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Margaret Schönberger Mahler (May 10, 1897 – October 2, 1985) was a Hungarian physician who focused on child psychiatry, becoming interested and proficient in psychoanalysis. Although her fundamental interest was in normal child development, she spent much of her time with severely disturbed children, which led her to research the development of the concept of self. Mahler is best known for having developed the Separation-Individuation theory of child development, as well as the concept of object constancy.
Margaret had a difficult childhood, rejected by her mother, and later suffered as a result of Anti-Semitism, fleeing Europe for the United States when the Nazis came to power. However, she was able to turn her personal difficulties and experiences to positive results, as they provided her with valuable insight into the process of psychological development and the needs of children in order to mature into healthy adults. Her insights still inspire and inform many today.
Margaret Schönberger was born on May 10, 1897, to Gustav Schönberger and Eugenia Weiner-Schönberger, an intellectual and wealthy Jewish family in Sopron, a small town Hungary, located on the border of Austria near Vienna. Margaret had a close relationship with her father, but her relationship with her mother was distant and conflicted (Mazet 2005). Her mother was unhappy and ignored Margaret—"she had as little to do with me as she could" (Stepansky 1992). When her sister, Suzanne, was born however, she was welcomed and loved by her mother, aggravating Margaret's feelings of maternal rejection:
I believe it was my observations of my mother's loving interaction with my sister—and the way it contrasted with her interaction with me—that guided me into pediatrics and psychoanalysis and, more specifically, into subsequent investigation of the mother-infant dual unity" (Stepansky 1992).
Margaret's father, the Chief Public Health Official for their district, encouraged her to excel in mathematics and sciences, treating her almost like a son. After completing the High School for Daughters, she attended Vaci Utcai Gimnazium in Budapest even though it was unusual at the time for a woman to continue formal education. During her time at the gymnasium she met the influential Hungarian psychoanalyst Sándor Ferenczi, became fascinated by the concept of the unconscious, and was encouraged to read Sigmund Freud (Coates 2003).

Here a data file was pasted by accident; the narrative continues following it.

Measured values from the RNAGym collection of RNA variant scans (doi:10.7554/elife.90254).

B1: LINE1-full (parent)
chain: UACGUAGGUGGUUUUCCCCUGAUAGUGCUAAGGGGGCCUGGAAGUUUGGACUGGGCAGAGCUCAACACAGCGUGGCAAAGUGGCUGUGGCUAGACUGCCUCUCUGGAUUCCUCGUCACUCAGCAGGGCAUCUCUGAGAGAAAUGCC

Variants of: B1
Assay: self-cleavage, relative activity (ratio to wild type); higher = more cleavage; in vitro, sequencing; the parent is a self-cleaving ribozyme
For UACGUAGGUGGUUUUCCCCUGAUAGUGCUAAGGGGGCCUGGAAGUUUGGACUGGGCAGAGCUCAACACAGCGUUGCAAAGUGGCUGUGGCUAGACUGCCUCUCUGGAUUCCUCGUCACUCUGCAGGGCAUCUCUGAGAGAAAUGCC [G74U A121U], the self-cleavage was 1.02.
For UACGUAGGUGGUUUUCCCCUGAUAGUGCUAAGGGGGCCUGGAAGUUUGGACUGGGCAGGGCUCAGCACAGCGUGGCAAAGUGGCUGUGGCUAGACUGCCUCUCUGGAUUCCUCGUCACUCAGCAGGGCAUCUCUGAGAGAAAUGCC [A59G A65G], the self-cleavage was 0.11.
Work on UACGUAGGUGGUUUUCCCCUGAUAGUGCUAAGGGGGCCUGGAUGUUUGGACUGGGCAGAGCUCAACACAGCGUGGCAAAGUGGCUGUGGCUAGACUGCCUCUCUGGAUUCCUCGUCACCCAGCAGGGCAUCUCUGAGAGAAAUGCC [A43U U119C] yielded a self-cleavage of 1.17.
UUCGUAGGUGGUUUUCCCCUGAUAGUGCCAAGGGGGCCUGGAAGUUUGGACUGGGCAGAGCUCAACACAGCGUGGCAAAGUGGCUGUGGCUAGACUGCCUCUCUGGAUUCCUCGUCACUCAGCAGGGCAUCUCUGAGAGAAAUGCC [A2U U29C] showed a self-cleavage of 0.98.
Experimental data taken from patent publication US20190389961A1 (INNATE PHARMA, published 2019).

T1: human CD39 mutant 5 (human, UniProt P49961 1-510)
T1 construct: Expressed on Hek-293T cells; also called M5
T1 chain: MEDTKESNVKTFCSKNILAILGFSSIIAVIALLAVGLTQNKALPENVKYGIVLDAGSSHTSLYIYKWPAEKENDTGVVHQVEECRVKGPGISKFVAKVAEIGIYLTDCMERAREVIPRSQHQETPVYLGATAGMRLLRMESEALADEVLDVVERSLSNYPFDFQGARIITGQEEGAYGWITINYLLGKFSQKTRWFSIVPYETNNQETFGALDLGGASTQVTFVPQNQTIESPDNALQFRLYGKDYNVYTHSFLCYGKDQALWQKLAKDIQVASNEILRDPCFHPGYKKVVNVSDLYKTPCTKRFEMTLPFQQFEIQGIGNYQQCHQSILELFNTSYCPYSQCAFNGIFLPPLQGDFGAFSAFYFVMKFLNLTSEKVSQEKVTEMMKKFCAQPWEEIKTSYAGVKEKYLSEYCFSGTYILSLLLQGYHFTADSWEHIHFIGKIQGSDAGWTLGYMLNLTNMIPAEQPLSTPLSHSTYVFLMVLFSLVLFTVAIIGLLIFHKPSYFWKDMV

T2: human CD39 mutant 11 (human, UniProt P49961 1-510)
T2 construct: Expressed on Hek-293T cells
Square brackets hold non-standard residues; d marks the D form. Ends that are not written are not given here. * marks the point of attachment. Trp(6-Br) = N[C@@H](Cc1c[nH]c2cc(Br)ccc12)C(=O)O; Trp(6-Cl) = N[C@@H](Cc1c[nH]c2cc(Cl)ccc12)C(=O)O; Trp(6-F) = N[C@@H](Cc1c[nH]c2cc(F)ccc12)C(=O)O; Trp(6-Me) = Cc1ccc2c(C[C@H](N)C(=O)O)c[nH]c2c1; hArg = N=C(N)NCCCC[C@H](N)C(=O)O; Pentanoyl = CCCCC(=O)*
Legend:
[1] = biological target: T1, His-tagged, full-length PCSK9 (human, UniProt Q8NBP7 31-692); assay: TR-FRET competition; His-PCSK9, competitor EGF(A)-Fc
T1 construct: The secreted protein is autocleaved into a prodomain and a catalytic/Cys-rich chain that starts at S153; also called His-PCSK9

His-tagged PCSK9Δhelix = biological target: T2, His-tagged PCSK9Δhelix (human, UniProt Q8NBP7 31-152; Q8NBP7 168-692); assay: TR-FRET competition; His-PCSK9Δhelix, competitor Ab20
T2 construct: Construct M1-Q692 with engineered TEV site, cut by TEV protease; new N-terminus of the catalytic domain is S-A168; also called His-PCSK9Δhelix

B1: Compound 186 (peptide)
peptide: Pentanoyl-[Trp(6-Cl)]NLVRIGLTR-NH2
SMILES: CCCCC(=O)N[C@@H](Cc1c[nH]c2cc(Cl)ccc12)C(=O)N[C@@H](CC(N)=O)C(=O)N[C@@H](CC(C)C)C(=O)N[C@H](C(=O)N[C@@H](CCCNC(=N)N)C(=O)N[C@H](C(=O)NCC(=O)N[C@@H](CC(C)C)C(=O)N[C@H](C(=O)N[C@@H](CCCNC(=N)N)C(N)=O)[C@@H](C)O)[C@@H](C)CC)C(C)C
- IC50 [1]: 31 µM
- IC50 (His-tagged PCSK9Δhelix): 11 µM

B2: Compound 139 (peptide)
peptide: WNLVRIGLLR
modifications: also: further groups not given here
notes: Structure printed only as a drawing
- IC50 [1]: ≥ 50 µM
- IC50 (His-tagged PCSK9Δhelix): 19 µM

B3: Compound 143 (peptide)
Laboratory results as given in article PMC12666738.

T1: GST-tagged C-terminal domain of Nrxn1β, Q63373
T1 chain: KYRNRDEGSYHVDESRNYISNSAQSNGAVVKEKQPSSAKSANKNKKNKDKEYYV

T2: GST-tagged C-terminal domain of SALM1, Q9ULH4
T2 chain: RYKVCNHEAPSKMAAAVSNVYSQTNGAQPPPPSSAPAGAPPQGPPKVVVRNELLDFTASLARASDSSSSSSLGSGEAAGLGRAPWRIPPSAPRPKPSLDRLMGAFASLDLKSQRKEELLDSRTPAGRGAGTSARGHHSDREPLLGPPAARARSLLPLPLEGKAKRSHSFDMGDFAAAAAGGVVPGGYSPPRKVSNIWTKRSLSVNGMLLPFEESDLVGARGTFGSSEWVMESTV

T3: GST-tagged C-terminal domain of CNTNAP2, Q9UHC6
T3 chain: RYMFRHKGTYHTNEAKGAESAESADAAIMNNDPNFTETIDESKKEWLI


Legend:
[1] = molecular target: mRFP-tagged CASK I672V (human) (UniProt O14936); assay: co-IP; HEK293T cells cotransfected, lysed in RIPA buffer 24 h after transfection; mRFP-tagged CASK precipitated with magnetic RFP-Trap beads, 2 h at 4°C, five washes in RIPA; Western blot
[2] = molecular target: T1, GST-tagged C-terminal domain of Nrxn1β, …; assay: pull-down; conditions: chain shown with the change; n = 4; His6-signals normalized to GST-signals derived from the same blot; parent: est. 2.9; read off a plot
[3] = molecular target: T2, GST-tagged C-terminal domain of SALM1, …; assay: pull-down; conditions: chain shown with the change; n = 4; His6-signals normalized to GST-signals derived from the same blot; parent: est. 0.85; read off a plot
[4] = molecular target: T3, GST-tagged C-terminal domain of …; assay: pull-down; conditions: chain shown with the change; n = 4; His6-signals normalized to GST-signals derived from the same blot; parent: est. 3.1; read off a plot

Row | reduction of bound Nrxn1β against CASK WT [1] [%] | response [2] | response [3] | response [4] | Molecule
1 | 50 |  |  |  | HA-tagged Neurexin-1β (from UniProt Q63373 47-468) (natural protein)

In 1916, Margaret began art history studies at the University of Budapest, but she transfered to medicine in January, 1917. Three semesters later, she began medical training at the University of Munich, but was forced to leave because of German Anti-Semitism. In the spring of 1920, she transferred to the University of Jena. There she worked at a clinic for children and began to realize how important play and love were for growing infants, both mentally and physically.
Margaret graduated cum laude in 1922. She left for Vienna after graduation, having chosen Austrian citizenship after World War I allowing her to practice medicine there. She found the Austrian practice of pediatrics unempathetic and cold, with the children treated in a "detached, sterile ways" (Stepansky 1992). In Vienna, she met August Aichorn and Karl Abraham, and attended seminars by Anna Freud, which led her to apply to the Vienna Psychoanalytic Institute for training as an analyst.
In 1926, she began analysis training with Helene Deutsch. Deutsch was completely against the idea, but with encouragement from Ferenczi, she accepted. However, the analysis was a failure. After subsequent attempts with other analysts seven years later, in 1933, Margaret was finally accepted as an analyst. However, the same year brought grief, when her long time friend and inspiration, Ferenczi, passed away.
In Vienna, she was very active, attending seminars and publishing papers in the Journal of Psychoanalytic Pedagogy. During this time she met Paul Mahler, a businessman with a doctorate in chemistry. They married in 1936.
Following the Nazis' rise to power, the couple moved to Britain and then, in 1938, to the United States. The transition was difficult, as they had little in the way of money and they spoke even less English. They had no children and Paul struggled to make a living; the couple divorced in 1953 (Ware and Braukman 2004).